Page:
Ofcom to consider Sky's Freeview plans

Sky wants to replace its existing Freeview channels with a new subscription service

Ofcom has confirmed that it is willing to consult with Sky regarding the firm's plans to launch a new pay-TV enterprise on Freeview . Sky announced ten days ago that it was launching a new subscription and pay-per-view service offering entertainment and sports broadcasts.

Sky said that it wanted to use strong MPEG4 compression, as opposed to the current standard MPEG2, to broadcast more programmes. Customers would have to buy compatible set-top boxes in order to view the channels.

And because Sky wants to replace its existing MPEG2 channels - Sky Sports News, Sky News and Sky Three - customers using existing Freeview equipment would effectively receive less channels than before.


Ofcom said that it would have to consider these issues when deciding whether to approve Sky's plans, as well as keeping in mind the risk that existing digital televisions might be incompatible with multiplexes broadcast using a combination of MPEG2 and MPEG4 coding. Ofcom is also concerned about the potential damage to consumer confidence in the digital switchover process.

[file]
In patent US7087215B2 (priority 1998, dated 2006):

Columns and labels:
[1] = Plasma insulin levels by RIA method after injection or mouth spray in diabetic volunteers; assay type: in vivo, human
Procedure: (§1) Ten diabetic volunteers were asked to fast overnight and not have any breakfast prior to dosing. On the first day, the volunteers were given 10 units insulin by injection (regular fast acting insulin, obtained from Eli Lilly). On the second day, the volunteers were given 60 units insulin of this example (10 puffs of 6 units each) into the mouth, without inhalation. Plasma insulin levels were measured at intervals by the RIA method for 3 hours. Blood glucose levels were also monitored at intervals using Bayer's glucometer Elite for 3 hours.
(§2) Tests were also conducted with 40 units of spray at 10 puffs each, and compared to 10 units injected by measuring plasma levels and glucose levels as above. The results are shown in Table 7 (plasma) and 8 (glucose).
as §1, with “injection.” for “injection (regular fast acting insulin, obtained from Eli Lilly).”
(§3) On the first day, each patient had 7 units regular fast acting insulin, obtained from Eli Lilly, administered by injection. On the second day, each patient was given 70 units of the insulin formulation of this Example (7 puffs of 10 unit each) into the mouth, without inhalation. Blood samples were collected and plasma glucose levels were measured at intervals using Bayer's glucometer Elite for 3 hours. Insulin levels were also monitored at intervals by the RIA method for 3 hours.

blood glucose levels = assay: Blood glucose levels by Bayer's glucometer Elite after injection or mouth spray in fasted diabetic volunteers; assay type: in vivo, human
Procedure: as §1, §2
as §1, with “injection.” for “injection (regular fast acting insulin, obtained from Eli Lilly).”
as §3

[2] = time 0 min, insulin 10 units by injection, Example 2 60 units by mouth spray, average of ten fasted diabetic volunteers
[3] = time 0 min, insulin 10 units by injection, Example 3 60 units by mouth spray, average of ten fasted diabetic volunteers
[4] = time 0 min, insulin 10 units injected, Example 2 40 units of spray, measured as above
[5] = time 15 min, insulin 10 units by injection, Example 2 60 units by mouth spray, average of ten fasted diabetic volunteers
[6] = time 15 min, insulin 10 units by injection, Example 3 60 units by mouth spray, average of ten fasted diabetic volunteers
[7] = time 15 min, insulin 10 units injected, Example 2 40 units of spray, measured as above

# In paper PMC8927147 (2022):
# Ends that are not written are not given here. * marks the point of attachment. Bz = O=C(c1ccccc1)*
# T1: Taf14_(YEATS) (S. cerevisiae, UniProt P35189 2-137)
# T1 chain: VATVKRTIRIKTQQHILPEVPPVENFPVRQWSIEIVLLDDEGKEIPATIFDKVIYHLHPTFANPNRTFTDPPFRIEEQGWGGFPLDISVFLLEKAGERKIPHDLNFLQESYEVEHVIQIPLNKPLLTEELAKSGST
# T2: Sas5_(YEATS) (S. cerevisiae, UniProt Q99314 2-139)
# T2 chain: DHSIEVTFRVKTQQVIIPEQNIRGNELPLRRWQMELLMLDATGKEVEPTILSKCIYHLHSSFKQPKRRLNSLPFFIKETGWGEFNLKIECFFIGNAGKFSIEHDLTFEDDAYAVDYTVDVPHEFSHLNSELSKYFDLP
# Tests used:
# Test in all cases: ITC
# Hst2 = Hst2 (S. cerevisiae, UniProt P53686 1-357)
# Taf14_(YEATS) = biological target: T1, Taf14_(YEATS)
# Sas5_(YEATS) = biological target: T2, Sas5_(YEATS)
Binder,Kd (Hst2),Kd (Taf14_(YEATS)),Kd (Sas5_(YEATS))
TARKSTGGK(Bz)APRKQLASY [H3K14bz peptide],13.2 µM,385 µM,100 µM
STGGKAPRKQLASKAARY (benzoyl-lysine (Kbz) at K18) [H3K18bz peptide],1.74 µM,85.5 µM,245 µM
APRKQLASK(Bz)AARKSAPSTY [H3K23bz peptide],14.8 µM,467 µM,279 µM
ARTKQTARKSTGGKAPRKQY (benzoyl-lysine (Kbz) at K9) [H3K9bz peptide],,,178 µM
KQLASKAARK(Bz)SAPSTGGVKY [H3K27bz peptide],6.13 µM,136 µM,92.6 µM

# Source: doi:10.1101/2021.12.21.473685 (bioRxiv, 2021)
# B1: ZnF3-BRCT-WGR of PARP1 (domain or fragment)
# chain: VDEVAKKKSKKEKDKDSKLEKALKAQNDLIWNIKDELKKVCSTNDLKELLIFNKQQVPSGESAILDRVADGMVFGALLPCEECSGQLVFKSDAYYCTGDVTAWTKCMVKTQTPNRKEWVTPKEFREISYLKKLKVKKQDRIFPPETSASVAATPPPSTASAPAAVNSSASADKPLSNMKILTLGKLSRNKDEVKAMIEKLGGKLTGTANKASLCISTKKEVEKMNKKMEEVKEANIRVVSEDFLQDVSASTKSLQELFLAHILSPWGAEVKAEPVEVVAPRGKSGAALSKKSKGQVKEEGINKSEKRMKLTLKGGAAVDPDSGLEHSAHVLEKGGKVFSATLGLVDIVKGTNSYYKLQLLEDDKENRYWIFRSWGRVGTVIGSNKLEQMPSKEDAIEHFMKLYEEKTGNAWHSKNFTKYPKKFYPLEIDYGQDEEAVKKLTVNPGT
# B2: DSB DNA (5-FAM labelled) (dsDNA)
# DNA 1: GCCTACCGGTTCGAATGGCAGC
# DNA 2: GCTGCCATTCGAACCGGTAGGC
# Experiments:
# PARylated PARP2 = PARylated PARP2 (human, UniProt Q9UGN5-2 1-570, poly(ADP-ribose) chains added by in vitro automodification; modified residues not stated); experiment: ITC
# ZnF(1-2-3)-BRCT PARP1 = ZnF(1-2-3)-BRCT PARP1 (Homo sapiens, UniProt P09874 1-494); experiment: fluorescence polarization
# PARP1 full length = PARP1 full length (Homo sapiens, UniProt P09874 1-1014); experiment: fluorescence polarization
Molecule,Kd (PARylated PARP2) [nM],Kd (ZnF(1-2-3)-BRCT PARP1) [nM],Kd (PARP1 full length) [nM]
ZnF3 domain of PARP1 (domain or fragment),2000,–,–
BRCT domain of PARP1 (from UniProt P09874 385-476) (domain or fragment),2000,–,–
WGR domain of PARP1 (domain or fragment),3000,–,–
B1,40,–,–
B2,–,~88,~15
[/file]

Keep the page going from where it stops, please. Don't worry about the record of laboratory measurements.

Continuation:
Ofcom did say that the content of the consultation and its timing will be announced once a request for an approval has been received - a process which usually takes around 10 weeks.

Sky's touted new 'Freeview' subscription service will include programmes from Sky's entertainment line-up, and will also enable terrestrial viewers to pay for one-off Sky Sports broadcasts including Premiership football.

Current Freeview boxes will not be able to make use of the new Sky channels if Ofcom approves the MPEG4 proposals, but Sky has said that it expects Freeview box manufacturers to start building compatible set-top boxes once security protocols have been finalised.

Ignoring the fact that Sky's plans would effectively contradict the philosophy that Freeview is supposed to be just that - free to view - there are likely to be many current 'Freeviewers' who will not appreciate Sky's plans to axe popular channels like Sky Sports News from the current line-up.

James Rivington

James was part of the TechRadar editorial team for eight years up until 2015 and now works in a senior position for TR's parent company Future. An experienced Content Director with a demonstrated history of working in the media production industry. Skilled in Search Engine Optimization (SEO), E-commerce Optimization, Journalism, Digital Marketing, and Social Media. James can do it all.